• 47. SIPOC DIAGRAM New Warranty Expense Project SUPPLIER INPUT PROCESS OUTPUT CUSTOMER Large Mining Product Warranty letter to the New machine sales customers (end users - customer and PSSR. owners/operators) CAT Insurance Machine is repaired with Core Machine Customers New machines that require minimal impact to the (end users - warranty service customer. owners/operators) Communication - know the Peace of mind that risk has Sales Department rental problem with the machine. been minimized. Walker Warranty Education - what is included in the warranty - are there special terms? Process Understanding - of how to administer warranty. Walker Sales Walker Service Craig Jones, Six Sigma Operations, 2007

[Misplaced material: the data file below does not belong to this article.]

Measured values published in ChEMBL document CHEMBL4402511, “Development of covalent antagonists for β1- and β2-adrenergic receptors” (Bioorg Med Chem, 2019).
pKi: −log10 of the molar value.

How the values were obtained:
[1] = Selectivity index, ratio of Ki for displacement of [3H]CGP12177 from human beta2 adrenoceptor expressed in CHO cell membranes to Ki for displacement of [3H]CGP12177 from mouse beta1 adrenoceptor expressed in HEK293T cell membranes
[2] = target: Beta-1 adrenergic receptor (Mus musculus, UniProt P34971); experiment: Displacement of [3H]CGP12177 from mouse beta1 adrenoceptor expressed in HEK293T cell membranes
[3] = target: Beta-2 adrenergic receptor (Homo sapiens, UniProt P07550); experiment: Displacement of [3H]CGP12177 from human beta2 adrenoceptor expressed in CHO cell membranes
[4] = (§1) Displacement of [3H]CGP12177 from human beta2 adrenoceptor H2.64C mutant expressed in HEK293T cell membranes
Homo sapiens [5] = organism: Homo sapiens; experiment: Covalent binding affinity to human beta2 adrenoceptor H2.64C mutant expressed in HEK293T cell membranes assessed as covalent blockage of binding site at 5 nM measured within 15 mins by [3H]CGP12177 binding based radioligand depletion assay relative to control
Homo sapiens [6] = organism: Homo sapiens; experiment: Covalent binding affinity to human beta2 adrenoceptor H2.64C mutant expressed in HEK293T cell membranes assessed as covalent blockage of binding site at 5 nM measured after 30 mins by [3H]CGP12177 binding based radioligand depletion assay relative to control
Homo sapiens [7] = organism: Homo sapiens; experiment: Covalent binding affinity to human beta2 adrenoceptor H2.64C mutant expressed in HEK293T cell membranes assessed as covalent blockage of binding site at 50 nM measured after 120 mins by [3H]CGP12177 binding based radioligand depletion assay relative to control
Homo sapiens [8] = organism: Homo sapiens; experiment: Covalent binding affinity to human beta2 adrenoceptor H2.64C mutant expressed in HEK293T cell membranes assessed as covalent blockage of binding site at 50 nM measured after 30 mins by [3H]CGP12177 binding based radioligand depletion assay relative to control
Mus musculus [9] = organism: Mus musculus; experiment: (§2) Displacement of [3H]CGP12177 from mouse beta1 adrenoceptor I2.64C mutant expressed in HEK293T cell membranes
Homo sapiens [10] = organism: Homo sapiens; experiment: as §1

• 48. MEASUREMENT PLAN New Machine Warranty Expense WHAT OTHER WHO WILL WHEN WILL THE HOW WILL THE DATA SHOULD PERFORMANCE DATA SOURCE DEFINITION SAMPLE SIZE COLLECT THE DATA BE DATA BE BE COLLECTED MEASURE AND LOCATION DATA? COLLECTED? COLLECTED? AT THE SAME TIME? To gauge where Warranty claim Warranty biggest monetary All of 2006 Blake Lilly Done Query dollars by model Database impact is possible To gauge where Warranty claim Warranty most warranty All of 2006 Blake Lilly Done Query count by model Database processing occurs To try and identify Warranty claim extreme Warranty dollar ratio by applications and All of 2006 Blake Lilly Query customer possible customer Database machine abuse Claim dollars versus To identify true Pull machine files enrollment dollars Warranty 15 samples by residual from Bobbi Thomas Done and check price in warranty Database dollar class enrollment costs makeup sheet accounts Warranty work orders less Warranty costs to warranty claims Warranty 2002 - 2006 to Blake Lilly Query revenue paid to new Database trend residual machine sales revenue 2000 and 2006 to Warranty job Number of see if there is a amount versus standard, overtime, similar revenue job premium hours, Sequel difference in weak Tim Larrick Done Sequel download and strong revenue amount TT&M, parts years